A Gallup poll suggests that Americans have been using more marijuana as the plant has earned legal status across the country.
A new poll shows that Americans have been using more and more cannabis over the years. In fact, the poll, conducted by Gallup since the 1970s, reveals that 1 in 10 Americans actively smoke cannabis today and that almost half of them have at least tried it.
For decades, the number of cannabis users has stayed steady at 30%. As cannabis has earned legal status in a variety of states, the numbers have risen, with an average of 49% of respondents answering “yes” when asked if they’d ever tried marijuana, according to this most recent poll.
A deeper look at the study finds that while more people have experimented with marijuana, consistent cannabis use has remained steady over the years. Twelve percent of respondents said they currently smoke cannabis, the same result as the previous year’s survey. It also revealed details about the demographics of people who’ve tried marijuana at least once. Half of Millennials said they’d tried cannabis between 2015-2021, with Gen X and Baby Boomers coming in at 49% and 50% respectively.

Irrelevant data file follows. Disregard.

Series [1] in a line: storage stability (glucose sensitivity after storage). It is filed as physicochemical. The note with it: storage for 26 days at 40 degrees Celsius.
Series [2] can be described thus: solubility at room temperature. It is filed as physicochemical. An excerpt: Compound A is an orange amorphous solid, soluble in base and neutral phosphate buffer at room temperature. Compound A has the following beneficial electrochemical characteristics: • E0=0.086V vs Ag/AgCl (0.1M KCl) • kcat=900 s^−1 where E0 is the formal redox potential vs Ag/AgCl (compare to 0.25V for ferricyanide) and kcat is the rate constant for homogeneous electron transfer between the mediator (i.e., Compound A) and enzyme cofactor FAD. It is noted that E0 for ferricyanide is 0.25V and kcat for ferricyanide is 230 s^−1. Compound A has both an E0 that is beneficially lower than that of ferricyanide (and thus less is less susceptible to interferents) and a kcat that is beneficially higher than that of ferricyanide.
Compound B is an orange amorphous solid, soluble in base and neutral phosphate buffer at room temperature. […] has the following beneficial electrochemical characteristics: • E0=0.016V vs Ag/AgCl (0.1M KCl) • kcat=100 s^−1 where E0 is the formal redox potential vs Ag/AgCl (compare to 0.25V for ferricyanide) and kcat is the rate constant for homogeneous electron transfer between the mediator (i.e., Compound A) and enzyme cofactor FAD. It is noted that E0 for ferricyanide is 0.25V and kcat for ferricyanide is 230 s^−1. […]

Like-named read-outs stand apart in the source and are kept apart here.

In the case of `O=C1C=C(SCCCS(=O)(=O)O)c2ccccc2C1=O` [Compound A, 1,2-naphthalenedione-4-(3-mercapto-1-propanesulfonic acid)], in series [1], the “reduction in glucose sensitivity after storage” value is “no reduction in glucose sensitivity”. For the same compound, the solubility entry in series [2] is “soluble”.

The biggest differences appear when discussing the number of active users. Millennials are the demographic most likely to say they’re active users, with 20%, followed by GenXers (11%) and Baby Boomers (9%).
“The percentage of Americans who have tried marijuana has steadily climbed in recent decades,” said Gallup. “Soon it should reach 50%, but it may not get much higher than that given the rates of experimentation have been steady around 50% in Gen Xers and among baby boomers. Half of millennials have also tried marijuana, and with many in that group approaching middle age, that proportion seems unlikely to increase in future years. Gen Z’s incidence of trying marijuana will likely determine the trajectory of the trendline.”
Another interesting discovery made by the poll is that people don’t need to be cannabis users in order to support its legalization. Sixty-eight percent of respondents said they favored the legalization of the drug, marking it the highest percentage in the poll’s history.
While there are certain caveats in the poll — like the fact that they refer to cannabis consumption as “smoking,” possibly alienating consumers — it does paint a picture about how cannabis use is evolving and losing some of its stereotypes and misconceptions.